The transformation from flat page to the dimensional form of a full-blown pop-up is the point of surprise that drives my work. I’ve always enjoyed exploring the structural aspects of materials—metals, wood, concrete, and in this case, paper. The design of pop-ups, or “paper engineering” involves a bit of architecture, a basic understanding of mechanics, and a lot of trial-and-error problem solving. But construction of the pop-ups is only a small part of the larger design challenge in creating a successful artist's book. Text, images, sequencing, rhythm and the flow of time across a book’s pages are all elements to be considered, and any number of artistic processes and materials can be incorporated into the book format. The fact that an artist's book can encompass such a wide range of subject matter and materials prompted me to make the transition from painting to book arts early in my artistic career.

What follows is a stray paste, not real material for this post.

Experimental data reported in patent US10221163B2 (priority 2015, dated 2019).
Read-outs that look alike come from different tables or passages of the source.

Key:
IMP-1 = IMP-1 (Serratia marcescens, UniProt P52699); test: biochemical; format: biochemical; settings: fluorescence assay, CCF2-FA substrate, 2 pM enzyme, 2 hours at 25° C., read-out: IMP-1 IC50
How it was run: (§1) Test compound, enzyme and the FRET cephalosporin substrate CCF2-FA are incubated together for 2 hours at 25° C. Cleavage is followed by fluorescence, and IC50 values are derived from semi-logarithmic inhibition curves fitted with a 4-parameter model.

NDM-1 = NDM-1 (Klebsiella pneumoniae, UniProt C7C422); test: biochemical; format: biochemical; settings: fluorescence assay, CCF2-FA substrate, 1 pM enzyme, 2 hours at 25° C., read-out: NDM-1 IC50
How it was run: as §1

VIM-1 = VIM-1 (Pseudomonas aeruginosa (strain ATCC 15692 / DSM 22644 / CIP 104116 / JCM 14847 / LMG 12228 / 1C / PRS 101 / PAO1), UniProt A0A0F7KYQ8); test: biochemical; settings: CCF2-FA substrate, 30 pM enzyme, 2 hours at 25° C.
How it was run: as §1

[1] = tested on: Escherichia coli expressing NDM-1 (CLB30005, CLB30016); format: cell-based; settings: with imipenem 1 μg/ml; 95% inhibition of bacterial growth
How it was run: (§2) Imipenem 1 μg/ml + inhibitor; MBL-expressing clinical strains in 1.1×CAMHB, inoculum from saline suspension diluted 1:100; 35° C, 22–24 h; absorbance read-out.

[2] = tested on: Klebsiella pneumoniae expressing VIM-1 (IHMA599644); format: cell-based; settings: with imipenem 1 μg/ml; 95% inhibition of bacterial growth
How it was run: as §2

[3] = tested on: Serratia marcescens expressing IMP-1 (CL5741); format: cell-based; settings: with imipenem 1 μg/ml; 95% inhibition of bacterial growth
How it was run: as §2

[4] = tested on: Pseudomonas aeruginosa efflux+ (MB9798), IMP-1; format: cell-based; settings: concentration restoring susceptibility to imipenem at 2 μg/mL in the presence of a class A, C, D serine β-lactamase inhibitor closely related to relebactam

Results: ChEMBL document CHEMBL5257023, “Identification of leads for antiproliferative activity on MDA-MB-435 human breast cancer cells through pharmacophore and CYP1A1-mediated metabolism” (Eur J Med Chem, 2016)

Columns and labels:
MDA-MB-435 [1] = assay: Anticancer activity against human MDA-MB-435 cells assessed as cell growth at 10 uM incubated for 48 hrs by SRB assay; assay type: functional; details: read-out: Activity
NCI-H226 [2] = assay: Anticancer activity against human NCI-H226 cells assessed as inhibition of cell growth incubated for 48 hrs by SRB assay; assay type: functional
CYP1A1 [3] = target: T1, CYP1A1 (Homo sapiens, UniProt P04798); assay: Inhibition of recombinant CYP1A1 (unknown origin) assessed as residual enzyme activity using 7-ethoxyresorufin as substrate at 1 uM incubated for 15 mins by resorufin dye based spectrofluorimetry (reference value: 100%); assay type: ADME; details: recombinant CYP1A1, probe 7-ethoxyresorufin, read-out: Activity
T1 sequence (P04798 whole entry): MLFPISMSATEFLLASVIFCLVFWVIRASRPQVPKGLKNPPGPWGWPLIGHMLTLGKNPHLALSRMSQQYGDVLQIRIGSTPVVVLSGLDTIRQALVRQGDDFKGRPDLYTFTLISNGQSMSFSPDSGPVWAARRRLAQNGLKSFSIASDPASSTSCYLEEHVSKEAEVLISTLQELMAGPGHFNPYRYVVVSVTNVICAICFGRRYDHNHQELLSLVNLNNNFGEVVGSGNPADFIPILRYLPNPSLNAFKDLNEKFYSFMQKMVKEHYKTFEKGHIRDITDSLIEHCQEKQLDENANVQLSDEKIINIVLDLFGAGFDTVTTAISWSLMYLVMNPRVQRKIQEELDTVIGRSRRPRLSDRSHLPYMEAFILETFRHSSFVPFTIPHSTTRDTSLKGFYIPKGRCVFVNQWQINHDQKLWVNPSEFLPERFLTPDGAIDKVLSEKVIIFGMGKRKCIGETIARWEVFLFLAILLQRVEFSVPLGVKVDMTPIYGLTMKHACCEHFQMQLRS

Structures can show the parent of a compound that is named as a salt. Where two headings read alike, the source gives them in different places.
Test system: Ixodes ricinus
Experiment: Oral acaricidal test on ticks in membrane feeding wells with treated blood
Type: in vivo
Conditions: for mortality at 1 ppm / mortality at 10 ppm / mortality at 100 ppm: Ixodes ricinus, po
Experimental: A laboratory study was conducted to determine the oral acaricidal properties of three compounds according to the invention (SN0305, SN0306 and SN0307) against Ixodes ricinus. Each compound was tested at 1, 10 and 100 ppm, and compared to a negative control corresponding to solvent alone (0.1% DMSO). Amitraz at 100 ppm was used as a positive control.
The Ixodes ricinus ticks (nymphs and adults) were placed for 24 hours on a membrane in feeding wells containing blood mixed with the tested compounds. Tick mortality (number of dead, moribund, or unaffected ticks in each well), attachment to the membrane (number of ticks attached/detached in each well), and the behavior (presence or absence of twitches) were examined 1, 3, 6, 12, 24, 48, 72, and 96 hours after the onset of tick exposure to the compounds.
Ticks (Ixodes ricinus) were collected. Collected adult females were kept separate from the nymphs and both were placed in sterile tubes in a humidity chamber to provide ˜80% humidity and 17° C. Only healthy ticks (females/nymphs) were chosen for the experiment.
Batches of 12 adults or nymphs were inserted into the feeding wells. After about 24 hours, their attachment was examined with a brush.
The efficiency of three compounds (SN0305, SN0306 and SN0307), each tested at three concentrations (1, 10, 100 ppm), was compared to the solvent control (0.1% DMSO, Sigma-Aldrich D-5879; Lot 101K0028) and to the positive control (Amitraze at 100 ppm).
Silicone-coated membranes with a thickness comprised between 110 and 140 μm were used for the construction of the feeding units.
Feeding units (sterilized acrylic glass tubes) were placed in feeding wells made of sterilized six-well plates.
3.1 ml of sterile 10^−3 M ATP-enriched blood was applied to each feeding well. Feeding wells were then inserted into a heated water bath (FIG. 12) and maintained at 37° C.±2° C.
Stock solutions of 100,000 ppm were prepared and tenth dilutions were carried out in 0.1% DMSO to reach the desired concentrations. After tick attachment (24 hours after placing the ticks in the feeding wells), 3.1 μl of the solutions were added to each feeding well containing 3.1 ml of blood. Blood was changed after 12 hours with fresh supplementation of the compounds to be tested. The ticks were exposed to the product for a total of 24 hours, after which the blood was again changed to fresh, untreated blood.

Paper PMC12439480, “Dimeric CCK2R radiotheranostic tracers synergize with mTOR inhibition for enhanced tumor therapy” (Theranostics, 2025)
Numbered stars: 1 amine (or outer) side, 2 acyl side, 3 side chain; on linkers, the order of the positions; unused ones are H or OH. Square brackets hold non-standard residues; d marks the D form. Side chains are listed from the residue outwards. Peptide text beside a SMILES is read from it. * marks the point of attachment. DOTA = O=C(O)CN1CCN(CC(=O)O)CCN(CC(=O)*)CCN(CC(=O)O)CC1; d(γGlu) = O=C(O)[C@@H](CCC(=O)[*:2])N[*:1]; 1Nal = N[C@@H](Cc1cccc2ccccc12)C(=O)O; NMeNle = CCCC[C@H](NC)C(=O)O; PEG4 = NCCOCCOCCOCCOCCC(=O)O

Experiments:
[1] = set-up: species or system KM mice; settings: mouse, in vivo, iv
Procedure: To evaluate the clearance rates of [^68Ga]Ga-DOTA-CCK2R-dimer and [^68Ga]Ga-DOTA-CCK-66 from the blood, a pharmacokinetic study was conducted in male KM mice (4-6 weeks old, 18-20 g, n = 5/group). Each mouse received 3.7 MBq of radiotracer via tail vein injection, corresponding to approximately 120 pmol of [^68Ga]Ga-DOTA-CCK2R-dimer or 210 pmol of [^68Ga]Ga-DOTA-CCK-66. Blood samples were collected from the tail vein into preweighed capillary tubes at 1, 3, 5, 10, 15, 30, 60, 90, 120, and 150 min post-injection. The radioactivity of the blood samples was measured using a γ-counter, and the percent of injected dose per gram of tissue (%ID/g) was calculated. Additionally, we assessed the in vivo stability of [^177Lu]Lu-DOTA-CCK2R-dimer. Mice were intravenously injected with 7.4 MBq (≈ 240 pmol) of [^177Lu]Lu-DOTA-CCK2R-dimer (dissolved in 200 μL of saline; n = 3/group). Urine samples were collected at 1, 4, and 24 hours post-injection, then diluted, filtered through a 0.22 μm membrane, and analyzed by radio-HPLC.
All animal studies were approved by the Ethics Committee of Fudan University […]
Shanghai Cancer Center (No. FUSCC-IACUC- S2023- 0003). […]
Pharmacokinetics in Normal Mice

In 1977, after graduating as a painting major from Washington University School of Fine Arts in St. Louis, I moved to Washington, DC to work at Glen Echo Park Arts Center. One of the park’s resident arts groups, The Writer’s Center, was promoting the production of artists’ books on a small Multilith offset press. I learned the pre-press skills necessary to start printing my own work and later was offered a small grant to produce my first artist’s book at the center. In subsequent editions, I became interested in adding pop-ups to the pages, and spent two years mining the great libraries of our nation’s capitol looking for inspiration in their collections of early dimensional and movable books.
My father was a diesel engine mechanic, and my own love of the structural and mechanical aspects of pop-ups probably stems from his early influence. As my work evolves, I’m constantly finding new ways to push a book’s pages beyond their flat surface and to integrate a message into the very form of the book, weaving visual and verbal narrative into the magic of a third dimension.
Statement courtesy of Carol June Barton
Washington University School of Fine Arts, St. Louis, MO, USA (1972-1976)
Participant, Affiliate Artist Program, Virginia Museum of Fine Arts, Richmond, VA, USA (1987)
Purchase Award, Baltimore Museum of Fine Arts, Baltimore, MD, USA (1983)
Work-in-Progress Grant, Maryland State Arts Council, Baltimore, MD, USA (1982)